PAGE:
The period from 11am to 11.30am next tuesday morning will be divided into 6 periods of 5 minutes each
    Five minutes each. I immedaitely adapt my distribution:

    \displaystyle X \sim \text{Po}\left(\frac{3}{2} = 1.5\right)

    - Find the probability that no customers arrive in at most one of these periods
    I first want the probability that no customer arrives in one period. This is obviously P(X=0). Now I have 6 periods. This is begging out for the use of a binomial distribution, so I immediately write down \Y \sim B(6, P(X=0)).

    I want "at most" one of these periods. Hence P(Y \leq 1). Again, tables.

    The post office is open for 3.5 hours on Wednesday mornings.
    3.5 hours - that's obviously 3.5 \times 60 = 210 minutes which means I immediately adapt my distribution:

    \displaystyle X \sim \left(3 \times 21\right).

    -Using a suitable approximation, estimate the probability that more than 49 customers arrive at the post office next Wednesday morning.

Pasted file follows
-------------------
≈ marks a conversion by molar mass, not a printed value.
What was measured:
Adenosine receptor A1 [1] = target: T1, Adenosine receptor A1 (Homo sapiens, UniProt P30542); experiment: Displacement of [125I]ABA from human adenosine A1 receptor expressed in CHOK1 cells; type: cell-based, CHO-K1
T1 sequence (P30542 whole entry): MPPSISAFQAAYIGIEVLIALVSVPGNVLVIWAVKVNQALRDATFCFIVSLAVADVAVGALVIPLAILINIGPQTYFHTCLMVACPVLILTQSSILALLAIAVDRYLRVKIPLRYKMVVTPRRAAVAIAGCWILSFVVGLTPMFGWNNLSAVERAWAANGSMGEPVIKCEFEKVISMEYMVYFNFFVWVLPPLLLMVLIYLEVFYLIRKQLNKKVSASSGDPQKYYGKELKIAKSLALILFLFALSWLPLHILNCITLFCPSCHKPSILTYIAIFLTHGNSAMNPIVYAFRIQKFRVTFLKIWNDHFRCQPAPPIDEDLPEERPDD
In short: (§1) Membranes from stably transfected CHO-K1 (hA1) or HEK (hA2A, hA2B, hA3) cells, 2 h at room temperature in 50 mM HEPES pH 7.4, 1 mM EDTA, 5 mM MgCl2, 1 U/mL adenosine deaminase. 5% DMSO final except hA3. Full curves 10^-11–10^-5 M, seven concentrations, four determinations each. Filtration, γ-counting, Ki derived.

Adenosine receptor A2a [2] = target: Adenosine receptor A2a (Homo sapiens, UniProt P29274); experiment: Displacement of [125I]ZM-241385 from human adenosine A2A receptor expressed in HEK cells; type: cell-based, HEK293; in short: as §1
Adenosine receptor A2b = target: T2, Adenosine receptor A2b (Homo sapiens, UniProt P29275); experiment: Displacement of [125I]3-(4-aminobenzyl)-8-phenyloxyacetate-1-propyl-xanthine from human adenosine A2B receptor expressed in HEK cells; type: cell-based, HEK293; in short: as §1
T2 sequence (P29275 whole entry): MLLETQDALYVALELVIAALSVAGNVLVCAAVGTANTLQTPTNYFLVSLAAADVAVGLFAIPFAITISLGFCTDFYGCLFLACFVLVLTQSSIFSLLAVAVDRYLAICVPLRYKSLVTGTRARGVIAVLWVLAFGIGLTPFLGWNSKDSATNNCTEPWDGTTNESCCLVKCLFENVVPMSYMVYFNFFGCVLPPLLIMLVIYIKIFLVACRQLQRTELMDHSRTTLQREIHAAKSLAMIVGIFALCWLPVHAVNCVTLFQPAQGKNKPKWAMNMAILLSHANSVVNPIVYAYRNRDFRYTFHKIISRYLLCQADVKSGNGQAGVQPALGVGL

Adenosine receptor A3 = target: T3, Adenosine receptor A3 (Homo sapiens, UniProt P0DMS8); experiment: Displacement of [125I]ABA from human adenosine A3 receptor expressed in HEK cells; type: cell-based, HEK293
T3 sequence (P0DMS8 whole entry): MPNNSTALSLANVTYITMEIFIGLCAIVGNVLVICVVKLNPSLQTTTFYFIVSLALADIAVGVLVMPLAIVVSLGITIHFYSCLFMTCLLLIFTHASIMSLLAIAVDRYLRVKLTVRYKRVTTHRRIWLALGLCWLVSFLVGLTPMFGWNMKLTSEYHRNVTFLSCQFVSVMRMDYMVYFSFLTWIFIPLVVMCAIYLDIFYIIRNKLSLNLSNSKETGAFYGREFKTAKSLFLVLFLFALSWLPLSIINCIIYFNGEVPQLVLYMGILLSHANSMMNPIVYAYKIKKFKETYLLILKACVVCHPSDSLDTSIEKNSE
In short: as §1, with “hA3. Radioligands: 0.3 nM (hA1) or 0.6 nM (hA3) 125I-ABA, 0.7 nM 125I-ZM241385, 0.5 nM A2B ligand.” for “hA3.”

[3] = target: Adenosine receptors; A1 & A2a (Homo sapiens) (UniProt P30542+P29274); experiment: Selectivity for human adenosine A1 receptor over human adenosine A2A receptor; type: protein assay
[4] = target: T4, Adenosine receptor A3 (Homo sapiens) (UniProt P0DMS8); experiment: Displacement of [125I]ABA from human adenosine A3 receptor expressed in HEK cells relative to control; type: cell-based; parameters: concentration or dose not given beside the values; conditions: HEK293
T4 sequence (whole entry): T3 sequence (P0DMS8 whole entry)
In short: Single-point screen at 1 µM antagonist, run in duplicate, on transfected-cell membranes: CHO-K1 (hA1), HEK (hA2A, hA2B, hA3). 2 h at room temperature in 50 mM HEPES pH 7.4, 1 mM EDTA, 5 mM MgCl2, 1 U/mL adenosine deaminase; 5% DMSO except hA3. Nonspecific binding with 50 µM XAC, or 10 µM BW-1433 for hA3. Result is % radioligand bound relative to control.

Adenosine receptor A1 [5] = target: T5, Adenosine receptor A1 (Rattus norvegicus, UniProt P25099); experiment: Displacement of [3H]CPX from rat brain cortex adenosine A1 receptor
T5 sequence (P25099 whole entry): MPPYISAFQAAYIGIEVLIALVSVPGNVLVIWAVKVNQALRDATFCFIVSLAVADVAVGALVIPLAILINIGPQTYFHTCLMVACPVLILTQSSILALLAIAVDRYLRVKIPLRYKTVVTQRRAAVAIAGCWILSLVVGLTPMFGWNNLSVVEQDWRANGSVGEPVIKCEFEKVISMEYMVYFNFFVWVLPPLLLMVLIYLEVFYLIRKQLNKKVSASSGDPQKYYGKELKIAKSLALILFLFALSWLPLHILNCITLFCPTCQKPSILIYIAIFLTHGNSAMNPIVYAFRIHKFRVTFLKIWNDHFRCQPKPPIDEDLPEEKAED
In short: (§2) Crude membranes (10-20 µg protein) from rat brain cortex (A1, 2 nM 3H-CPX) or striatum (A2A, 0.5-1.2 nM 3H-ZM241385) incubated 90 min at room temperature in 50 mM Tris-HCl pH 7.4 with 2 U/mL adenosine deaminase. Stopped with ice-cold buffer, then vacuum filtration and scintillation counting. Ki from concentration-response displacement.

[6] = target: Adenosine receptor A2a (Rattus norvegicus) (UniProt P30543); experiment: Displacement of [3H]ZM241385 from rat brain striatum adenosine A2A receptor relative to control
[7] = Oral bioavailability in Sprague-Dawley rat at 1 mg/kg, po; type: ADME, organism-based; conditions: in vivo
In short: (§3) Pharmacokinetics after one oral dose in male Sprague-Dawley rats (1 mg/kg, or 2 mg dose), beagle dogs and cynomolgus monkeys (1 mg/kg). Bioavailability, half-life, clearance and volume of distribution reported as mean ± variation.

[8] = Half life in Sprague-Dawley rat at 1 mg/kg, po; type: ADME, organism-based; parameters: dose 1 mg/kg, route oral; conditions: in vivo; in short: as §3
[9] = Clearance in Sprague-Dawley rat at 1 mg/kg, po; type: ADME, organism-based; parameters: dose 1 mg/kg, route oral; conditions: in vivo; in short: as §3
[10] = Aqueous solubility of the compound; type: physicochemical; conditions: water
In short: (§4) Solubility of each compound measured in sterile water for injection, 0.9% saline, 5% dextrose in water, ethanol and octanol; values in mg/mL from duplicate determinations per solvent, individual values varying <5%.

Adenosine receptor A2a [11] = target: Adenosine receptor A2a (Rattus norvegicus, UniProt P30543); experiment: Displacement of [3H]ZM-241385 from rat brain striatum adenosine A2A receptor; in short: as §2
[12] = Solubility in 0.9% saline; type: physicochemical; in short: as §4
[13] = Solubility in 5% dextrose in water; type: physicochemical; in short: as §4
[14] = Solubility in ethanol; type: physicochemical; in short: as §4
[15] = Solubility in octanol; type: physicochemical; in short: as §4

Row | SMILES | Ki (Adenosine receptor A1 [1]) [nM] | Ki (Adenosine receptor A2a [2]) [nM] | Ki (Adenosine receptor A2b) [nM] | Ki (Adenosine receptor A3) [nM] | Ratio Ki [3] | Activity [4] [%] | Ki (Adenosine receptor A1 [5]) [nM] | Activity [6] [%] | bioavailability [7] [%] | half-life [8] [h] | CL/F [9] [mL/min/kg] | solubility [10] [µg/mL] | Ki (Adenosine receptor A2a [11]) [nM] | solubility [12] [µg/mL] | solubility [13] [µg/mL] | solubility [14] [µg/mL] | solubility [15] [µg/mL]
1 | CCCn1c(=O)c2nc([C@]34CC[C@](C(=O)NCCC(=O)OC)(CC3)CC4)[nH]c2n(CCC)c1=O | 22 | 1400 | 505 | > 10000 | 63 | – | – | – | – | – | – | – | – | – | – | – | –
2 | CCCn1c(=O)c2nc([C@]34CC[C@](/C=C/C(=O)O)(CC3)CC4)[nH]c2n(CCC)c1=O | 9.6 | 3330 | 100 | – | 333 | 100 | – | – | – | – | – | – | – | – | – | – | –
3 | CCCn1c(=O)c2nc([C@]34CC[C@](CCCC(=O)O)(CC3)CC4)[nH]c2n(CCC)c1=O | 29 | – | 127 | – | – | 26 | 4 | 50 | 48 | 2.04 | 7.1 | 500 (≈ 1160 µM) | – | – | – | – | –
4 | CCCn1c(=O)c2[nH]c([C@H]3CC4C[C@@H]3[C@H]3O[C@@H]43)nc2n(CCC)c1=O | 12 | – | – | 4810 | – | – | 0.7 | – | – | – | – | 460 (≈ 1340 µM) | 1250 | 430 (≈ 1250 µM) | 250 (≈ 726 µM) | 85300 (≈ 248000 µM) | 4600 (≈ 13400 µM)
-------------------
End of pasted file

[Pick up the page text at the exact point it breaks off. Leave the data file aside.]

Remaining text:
I have poisson, and I want an approximation. This must mean it's a normal. Then I do continuity corrections, etc... and I'm there.
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    (Original post by Zacken)
    ...
    This helped me - thank you!

    Have you ever seen a tricky hypothesis testing question on past papers before? It always seems like plug and chug to me.
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    (Original post by aymanzayedmannan)
    This helped me - thank you!

    Have you ever seen a tricky hypothesis testing question on past papers before? It always seems like plug and chug to me.
    And I need to question why I've spelt immediately wrong so many times in that post. :lol:

    No worries. I think I've seen one or two on an S2 paper, mostly you questioning yourself whether you want a two or a one tailed test, like the very last question on my Jan one.